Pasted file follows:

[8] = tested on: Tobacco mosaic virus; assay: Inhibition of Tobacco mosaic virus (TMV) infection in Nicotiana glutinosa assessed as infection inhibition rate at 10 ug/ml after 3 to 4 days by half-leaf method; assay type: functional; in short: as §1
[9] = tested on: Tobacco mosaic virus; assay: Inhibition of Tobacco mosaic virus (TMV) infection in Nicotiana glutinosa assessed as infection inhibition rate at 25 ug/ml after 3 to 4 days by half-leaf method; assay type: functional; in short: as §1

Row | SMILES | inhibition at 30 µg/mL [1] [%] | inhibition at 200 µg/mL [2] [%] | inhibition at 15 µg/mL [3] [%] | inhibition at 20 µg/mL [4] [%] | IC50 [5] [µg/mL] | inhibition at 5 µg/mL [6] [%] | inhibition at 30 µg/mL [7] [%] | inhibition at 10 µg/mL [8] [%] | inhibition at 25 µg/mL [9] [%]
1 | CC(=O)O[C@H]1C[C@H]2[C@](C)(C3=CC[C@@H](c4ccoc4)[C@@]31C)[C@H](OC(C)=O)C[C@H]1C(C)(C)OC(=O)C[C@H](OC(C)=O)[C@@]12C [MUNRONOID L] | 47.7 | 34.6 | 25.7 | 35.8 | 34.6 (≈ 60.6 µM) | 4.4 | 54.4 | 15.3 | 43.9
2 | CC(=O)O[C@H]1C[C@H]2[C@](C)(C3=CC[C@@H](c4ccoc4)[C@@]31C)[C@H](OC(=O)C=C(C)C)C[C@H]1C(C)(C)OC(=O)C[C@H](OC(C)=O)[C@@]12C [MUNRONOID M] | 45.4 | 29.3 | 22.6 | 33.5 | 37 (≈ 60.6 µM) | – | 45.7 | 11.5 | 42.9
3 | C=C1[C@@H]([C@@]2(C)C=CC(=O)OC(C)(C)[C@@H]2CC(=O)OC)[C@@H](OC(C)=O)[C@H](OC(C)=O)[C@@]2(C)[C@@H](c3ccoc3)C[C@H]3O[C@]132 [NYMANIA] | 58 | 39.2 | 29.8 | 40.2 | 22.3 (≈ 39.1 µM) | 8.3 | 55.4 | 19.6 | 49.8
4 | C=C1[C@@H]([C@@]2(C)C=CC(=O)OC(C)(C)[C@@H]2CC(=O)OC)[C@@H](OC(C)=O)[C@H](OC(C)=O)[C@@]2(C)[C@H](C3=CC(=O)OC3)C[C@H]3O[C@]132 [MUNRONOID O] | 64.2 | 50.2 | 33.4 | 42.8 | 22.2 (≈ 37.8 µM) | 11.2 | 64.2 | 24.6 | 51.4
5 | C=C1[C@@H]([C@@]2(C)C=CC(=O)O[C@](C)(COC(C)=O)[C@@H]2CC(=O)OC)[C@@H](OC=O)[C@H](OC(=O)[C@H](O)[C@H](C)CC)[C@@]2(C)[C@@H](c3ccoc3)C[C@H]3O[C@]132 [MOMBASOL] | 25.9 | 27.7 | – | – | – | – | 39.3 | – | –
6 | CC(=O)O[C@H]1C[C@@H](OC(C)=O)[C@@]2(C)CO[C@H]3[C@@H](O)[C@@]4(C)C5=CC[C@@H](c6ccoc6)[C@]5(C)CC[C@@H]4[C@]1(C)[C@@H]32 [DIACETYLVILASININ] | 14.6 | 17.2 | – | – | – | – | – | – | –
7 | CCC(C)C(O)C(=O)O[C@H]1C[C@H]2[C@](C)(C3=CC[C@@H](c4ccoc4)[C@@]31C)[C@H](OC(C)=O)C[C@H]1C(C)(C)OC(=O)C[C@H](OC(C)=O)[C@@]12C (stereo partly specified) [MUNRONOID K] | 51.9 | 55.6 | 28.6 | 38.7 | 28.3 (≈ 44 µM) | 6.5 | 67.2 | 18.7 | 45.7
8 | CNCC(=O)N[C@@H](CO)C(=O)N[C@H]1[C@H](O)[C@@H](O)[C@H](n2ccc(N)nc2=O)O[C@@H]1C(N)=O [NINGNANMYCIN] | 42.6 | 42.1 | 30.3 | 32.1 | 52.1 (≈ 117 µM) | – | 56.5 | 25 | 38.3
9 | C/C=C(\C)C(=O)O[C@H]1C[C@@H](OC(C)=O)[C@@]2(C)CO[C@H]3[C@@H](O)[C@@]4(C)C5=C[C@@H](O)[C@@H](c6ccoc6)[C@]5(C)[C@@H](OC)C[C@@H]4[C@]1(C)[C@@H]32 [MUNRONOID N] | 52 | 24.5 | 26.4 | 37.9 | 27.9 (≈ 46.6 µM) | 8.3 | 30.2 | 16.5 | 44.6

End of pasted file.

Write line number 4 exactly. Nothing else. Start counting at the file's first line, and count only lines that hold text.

1 | CC(=O)O[C@H]1C[C@H]2[C@](C)(C3=CC[C@@H](c4ccoc4)[C@@]31C)[C@H](OC(C)=O)C[C@H]1C(C)(C)OC(=O)C[C@H](OC(C)=O)[C@@]12C [MUNRONOID L] | 47.7 | 34.6 | 25.7 | 35.8 | 34.6 (≈ 60.6 µM) | 4.4 | 54.4 | 15.3 | 43.9